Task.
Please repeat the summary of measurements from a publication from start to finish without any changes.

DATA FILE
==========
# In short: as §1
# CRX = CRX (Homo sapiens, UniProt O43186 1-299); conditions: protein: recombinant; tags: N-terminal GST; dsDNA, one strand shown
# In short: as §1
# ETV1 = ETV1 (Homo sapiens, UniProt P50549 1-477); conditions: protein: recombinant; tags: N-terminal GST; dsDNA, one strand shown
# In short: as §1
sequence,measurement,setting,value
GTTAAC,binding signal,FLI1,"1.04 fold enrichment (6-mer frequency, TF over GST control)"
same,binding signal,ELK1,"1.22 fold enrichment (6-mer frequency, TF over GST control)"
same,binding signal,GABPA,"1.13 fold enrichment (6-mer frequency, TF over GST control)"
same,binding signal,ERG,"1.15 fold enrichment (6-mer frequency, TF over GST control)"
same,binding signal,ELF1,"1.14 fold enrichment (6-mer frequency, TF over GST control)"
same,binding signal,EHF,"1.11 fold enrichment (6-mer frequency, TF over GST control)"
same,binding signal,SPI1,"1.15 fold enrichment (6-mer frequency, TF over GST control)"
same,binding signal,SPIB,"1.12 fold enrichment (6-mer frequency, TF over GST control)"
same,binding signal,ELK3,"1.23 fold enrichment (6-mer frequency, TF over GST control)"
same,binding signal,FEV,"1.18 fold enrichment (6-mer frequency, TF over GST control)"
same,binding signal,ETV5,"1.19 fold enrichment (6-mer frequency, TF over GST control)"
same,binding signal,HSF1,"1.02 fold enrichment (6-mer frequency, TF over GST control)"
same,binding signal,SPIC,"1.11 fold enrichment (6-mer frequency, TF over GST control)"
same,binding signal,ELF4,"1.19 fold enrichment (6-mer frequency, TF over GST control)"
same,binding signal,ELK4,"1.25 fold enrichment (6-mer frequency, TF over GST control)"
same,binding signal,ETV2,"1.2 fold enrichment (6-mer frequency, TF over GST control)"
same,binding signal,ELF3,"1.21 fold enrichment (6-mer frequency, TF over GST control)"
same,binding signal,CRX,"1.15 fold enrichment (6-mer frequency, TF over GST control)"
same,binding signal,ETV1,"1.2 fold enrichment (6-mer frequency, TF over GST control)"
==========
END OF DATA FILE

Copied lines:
# In short: as §1
# CRX = CRX (Homo sapiens, UniProt O43186 1-299); conditions: protein: recombinant; tags: N-terminal GST; dsDNA, one strand shown
# In short: as §1
# ETV1 = ETV1 (Homo sapiens, UniProt P50549 1-477); conditions: protein: recombinant; tags: N-terminal GST; dsDNA, one strand shown
# In short: as §1
sequence,measurement,setting,value
GTTAAC,binding signal,FLI1,"1.04 fold enrichment (6-mer frequency, TF over GST control)"
same,binding signal,ELK1,"1.22 fold enrichment (6-mer frequency, TF over GST control)"
same,binding signal,GABPA,"1.13 fold enrichment (6-mer frequency, TF over GST control)"
same,binding signal,ERG,"1.15 fold enrichment (6-mer frequency, TF over GST control)"
same,binding signal,ELF1,"1.14 fold enrichment (6-mer frequency, TF over GST control)"
same,binding signal,EHF,"1.11 fold enrichment (6-mer frequency, TF over GST control)"
same,binding signal,SPI1,"1.15 fold enrichment (6-mer frequency, TF over GST control)"
same,binding signal,SPIB,"1.12 fold enrichment (6-mer frequency, TF over GST control)"
same,binding signal,ELK3,"1.23 fold enrichment (6-mer frequency, TF over GST control)"
same,binding signal,FEV,"1.18 fold enrichment (6-mer frequency, TF over GST control)"
same,binding signal,ETV5,"1.19 fold enrichment (6-mer frequency, TF over GST control)"
same,binding signal,HSF1,"1.02 fold enrichment (6-mer frequency, TF over GST control)"
same,binding signal,SPIC,"1.11 fold enrichment (6-mer frequency, TF over GST control)"
same,binding signal,ELF4,"1.19 fold enrichment (6-mer frequency, TF over GST control)"
same,binding signal,ELK4,"1.25 fold enrichment (6-mer frequency, TF over GST control)"
same,binding signal,ETV2,"1.2 fold enrichment (6-mer frequency, TF over GST control)"
same,binding signal,ELF3,"1.21 fold enrichment (6-mer frequency, TF over GST control)"
same,binding signal,CRX,"1.15 fold enrichment (6-mer frequency, TF over GST control)"
same,binding signal,ETV1,"1.2 fold enrichment (6-mer frequency, TF over GST control)"